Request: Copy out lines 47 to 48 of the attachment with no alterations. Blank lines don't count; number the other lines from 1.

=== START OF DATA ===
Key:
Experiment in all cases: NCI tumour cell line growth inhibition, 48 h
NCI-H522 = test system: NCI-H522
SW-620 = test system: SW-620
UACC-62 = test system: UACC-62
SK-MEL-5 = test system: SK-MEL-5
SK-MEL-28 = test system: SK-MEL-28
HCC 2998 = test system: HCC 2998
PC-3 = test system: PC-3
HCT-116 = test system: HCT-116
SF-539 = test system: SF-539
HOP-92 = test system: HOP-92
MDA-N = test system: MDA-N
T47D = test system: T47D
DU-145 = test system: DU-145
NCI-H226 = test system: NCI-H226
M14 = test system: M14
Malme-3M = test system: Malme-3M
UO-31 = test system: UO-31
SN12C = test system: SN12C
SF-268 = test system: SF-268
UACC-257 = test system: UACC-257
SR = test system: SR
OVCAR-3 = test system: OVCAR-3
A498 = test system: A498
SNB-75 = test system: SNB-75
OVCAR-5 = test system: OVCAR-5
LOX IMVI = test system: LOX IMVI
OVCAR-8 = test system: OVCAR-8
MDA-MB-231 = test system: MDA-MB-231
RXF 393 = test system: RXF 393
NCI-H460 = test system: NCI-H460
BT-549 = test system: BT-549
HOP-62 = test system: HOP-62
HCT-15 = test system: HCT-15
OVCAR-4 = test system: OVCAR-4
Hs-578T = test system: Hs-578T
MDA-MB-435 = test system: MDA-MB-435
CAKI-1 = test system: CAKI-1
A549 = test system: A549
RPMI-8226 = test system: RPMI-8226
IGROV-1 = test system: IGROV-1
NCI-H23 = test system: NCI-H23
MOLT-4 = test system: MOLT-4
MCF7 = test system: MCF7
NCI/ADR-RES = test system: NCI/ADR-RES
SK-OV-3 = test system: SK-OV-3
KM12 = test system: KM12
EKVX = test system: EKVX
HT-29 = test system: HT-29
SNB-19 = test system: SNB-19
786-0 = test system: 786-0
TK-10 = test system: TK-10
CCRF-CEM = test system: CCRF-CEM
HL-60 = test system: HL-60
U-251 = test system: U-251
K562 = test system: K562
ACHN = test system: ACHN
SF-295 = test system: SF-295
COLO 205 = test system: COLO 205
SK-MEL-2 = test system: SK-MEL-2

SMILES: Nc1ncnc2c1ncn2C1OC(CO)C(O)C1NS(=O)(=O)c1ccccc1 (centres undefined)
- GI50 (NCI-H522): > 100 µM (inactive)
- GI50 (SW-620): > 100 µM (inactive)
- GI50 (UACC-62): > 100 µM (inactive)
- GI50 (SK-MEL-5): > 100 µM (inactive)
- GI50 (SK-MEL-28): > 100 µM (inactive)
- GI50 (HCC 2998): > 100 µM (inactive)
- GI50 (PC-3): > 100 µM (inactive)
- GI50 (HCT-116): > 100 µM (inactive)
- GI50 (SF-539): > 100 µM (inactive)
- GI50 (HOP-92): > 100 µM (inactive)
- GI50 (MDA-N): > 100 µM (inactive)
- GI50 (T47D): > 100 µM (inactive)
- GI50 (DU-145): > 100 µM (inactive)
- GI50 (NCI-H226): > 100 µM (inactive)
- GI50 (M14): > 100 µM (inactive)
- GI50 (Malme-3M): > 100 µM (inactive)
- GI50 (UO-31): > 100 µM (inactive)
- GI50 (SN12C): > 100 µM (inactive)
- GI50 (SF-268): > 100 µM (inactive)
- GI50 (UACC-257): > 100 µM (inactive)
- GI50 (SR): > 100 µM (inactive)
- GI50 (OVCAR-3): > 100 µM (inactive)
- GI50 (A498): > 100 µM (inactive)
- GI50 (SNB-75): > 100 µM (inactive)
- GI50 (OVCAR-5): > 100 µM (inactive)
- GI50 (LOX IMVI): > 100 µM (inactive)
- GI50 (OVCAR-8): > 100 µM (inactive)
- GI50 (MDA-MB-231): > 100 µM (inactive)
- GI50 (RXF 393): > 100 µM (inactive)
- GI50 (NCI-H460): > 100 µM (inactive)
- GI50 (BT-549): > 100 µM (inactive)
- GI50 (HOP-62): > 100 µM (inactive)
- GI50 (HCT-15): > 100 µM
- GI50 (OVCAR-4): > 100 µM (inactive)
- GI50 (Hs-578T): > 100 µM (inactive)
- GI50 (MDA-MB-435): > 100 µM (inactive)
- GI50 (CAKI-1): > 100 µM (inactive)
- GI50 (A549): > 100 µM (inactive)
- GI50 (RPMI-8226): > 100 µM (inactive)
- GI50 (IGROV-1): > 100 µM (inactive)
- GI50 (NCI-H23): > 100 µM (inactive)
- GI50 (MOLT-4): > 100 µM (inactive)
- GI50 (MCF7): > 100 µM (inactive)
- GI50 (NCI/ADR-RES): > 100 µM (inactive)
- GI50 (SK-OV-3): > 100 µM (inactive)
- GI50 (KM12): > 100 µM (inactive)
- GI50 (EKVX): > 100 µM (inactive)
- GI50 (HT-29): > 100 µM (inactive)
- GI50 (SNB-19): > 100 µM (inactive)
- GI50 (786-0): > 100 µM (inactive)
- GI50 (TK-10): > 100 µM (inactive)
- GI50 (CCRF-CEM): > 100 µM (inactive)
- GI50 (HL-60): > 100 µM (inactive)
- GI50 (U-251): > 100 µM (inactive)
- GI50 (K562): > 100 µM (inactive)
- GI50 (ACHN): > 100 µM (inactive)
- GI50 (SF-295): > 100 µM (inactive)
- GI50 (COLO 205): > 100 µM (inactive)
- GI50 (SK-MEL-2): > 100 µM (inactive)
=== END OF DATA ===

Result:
SK-OV-3 = test system: SK-OV-3
KM12 = test system: KM12